US opposition

China claims almost all of the energy-rich South China Sea, through which more than $5 trillion of maritime trade passes each year. USA is major user of the sea route mainly for trade purposes.

China’s construction activities and military preparatory actions have drawn criticism from the USA. The United States is not a claimant in the South China Sea dispute but says it has an interest in ensuring freedom of navigation and overflight in the area.

China questions American surveillance activities and other military activities over the South China Sea.

The United States and the European Union have called on China to respect the ruling from The Hague. The court has no powers of enforcement and its rulings have been ignored before.

The United States and China are currently in disagreement over the South China Sea. This disagreement is exacerbated by the fact that the USA is not a member of the United Nations Convention on the Law of the Sea (UNCLOS). Nevertheless, the USA has stood by its maneuvers, claiming that “peaceful surveillance activities and other military activities without permission in a country’s Exclusive Economic Zone (EEZ), is allowed under the convention. Additionally, a South China Sea free to access is in the USA’s economic and geopolitical interests. In relation to the dispute, the then Secretary Clinton voiced her support for fair access by reiterating that freedom of navigation and respect of international law is a matter of national interest to the United States Her comments were countered by China’s Foreign Minister Yang Jiechi as “in effect an attack on China,” who warned the USA against making the South China Sea an international issue or multilateral issue.

Clinton testified in support of congressional approval of the Law of the Sea Convention, which would strengthen US ability to support countries that oppose Chinese claims to certain islands in the area. On 29 May 2012, Chinese Foreign Ministry expressed concern over this development, stating that “non-claimant Association of South East Asian Nations countries and countries outside the region (USA) have adopted a position of not getting involved into territorial disputes. In July 2012, the US Senate passed resolution 524, initially sponsored by Senator John Kerry, stating the United States’ strong support for the 2002 declaration of conduct of parties in the South China Sea, reaffirms the US commitment to assist the nations of Southeast Asia to remain strong and independent, and supports enhanced operations by the USA armed forces in the Western Pacific. USA resents the Chinese domination in the region and wants India and many others to back it.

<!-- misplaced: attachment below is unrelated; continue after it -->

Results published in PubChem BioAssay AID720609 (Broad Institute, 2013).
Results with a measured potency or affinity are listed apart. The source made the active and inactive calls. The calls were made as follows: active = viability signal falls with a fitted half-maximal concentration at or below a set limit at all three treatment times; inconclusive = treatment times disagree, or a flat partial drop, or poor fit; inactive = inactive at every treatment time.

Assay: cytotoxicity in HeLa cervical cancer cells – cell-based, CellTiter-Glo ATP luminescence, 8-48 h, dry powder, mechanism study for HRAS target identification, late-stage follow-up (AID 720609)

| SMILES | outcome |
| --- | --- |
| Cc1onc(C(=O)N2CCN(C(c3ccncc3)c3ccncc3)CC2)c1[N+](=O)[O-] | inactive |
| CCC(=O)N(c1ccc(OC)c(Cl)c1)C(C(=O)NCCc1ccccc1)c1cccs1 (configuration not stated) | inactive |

In 2014, the USA responded to China’s claims over the fishing grounds of other nations by saying that “China has not offered any explanation or basis under international law for these extensive maritime claims. The Chinese Foreign Ministry asked the United States to maintain a neutral position on the issue. In 2014 and 2015, the United States continued freedom of navigation operations, including in the South China Sea. Sources closer to Pentagon have also said that the US administration is planning to deploy some naval assets within the 12 nautical miles of the Spratly Islands. In response to this announcement, Beijing issued a strict warning and said that it would not allow any country to violate China’s territorial waters in the name of “Freedom of Navigation”.

On 27 October 2015, a US destroyer USS Lassen navigated within 12 nautical miles reclaimed land in the Subi Reef as the first in a series of “Freedom of Navigation Operation”. This is the first time since 2012 that the USA has directly challenged. On 8–9 November 2015, two US B-52 strategic bombers flew near artificial Chinese-built islands in the area of the Spratly Islands and were contacted by Chinese ground controllers but continued their mission undeterred.

China is deeply concerned about Indian naval presence and oil exploration effort in the region with tricky US backing.

On 22 July 2011, the INS Airavat, an Indian amphibious assault vessel on a visit to Vietnam, was reportedly contacted 45 nautical miles from the Vietnamese coast in the disputed South China Sea by a party identifying itself as the Chinese Navy and stating that the ship was entering Chinese waters. But the INS Airavat proceeded on its onward journey as scheduled. India seeks freedom of navigation in international waters, including in the South China Sea, and the right of passage in accordance with accepted principles of international law.